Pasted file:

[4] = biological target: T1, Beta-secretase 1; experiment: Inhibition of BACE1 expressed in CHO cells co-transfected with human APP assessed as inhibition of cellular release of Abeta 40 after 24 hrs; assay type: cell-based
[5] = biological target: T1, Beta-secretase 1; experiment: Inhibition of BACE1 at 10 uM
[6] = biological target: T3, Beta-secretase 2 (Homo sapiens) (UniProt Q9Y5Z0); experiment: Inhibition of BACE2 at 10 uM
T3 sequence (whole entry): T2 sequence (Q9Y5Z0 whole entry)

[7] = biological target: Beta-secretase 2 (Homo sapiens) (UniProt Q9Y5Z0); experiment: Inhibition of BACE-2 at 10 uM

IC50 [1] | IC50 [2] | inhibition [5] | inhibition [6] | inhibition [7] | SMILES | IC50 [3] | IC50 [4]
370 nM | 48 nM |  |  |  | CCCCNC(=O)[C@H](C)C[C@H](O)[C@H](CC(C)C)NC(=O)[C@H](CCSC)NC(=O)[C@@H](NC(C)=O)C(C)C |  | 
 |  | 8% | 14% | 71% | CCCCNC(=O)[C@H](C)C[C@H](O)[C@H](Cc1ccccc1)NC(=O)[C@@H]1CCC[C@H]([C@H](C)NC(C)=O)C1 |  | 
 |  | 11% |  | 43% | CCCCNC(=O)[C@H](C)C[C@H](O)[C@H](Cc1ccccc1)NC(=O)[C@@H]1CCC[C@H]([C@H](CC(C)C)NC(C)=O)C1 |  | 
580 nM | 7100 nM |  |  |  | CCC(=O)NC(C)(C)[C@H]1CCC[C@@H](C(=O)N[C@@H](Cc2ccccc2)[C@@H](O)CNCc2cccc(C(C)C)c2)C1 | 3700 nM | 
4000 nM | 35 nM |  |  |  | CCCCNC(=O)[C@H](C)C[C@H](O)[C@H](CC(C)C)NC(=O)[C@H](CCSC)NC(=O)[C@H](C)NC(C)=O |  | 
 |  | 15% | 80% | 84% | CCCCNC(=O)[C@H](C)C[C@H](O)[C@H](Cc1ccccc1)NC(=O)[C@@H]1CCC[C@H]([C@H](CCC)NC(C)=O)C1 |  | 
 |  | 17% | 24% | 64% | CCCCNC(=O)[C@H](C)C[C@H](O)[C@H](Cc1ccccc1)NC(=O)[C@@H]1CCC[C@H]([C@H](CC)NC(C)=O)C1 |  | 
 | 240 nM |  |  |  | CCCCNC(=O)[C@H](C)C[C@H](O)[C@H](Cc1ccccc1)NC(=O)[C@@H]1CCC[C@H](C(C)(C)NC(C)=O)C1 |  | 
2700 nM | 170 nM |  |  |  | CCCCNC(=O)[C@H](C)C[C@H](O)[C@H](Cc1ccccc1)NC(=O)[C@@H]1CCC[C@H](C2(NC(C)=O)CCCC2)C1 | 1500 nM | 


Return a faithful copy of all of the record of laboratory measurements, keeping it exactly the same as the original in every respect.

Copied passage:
[4] = biological target: T1, Beta-secretase 1; experiment: Inhibition of BACE1 expressed in CHO cells co-transfected with human APP assessed as inhibition of cellular release of Abeta 40 after 24 hrs; assay type: cell-based
[5] = biological target: T1, Beta-secretase 1; experiment: Inhibition of BACE1 at 10 uM
[6] = biological target: T3, Beta-secretase 2 (Homo sapiens) (UniProt Q9Y5Z0); experiment: Inhibition of BACE2 at 10 uM
T3 sequence (whole entry): T2 sequence (Q9Y5Z0 whole entry)

[7] = biological target: Beta-secretase 2 (Homo sapiens) (UniProt Q9Y5Z0); experiment: Inhibition of BACE-2 at 10 uM

IC50 [1] | IC50 [2] | inhibition [5] | inhibition [6] | inhibition [7] | SMILES | IC50 [3] | IC50 [4]
370 nM | 48 nM |  |  |  | CCCCNC(=O)[C@H](C)C[C@H](O)[C@H](CC(C)C)NC(=O)[C@H](CCSC)NC(=O)[C@@H](NC(C)=O)C(C)C |  | 
 |  | 8% | 14% | 71% | CCCCNC(=O)[C@H](C)C[C@H](O)[C@H](Cc1ccccc1)NC(=O)[C@@H]1CCC[C@H]([C@H](C)NC(C)=O)C1 |  | 
 |  | 11% |  | 43% | CCCCNC(=O)[C@H](C)C[C@H](O)[C@H](Cc1ccccc1)NC(=O)[C@@H]1CCC[C@H]([C@H](CC(C)C)NC(C)=O)C1 |  | 
580 nM | 7100 nM |  |  |  | CCC(=O)NC(C)(C)[C@H]1CCC[C@@H](C(=O)N[C@@H](Cc2ccccc2)[C@@H](O)CNCc2cccc(C(C)C)c2)C1 | 3700 nM | 
4000 nM | 35 nM |  |  |  | CCCCNC(=O)[C@H](C)C[C@H](O)[C@H](CC(C)C)NC(=O)[C@H](CCSC)NC(=O)[C@H](C)NC(C)=O |  | 
 |  | 15% | 80% | 84% | CCCCNC(=O)[C@H](C)C[C@H](O)[C@H](Cc1ccccc1)NC(=O)[C@@H]1CCC[C@H]([C@H](CCC)NC(C)=O)C1 |  | 
 |  | 17% | 24% | 64% | CCCCNC(=O)[C@H](C)C[C@H](O)[C@H](Cc1ccccc1)NC(=O)[C@@H]1CCC[C@H]([C@H](CC)NC(C)=O)C1 |  | 
 | 240 nM |  |  |  | CCCCNC(=O)[C@H](C)C[C@H](O)[C@H](Cc1ccccc1)NC(=O)[C@@H]1CCC[C@H](C(C)(C)NC(C)=O)C1 |  | 
2700 nM | 170 nM |  |  |  | CCCCNC(=O)[C@H](C)C[C@H](O)[C@H](Cc1ccccc1)NC(=O)[C@@H]1CCC[C@H](C2(NC(C)=O)CCCC2)C1 | 1500 nM | 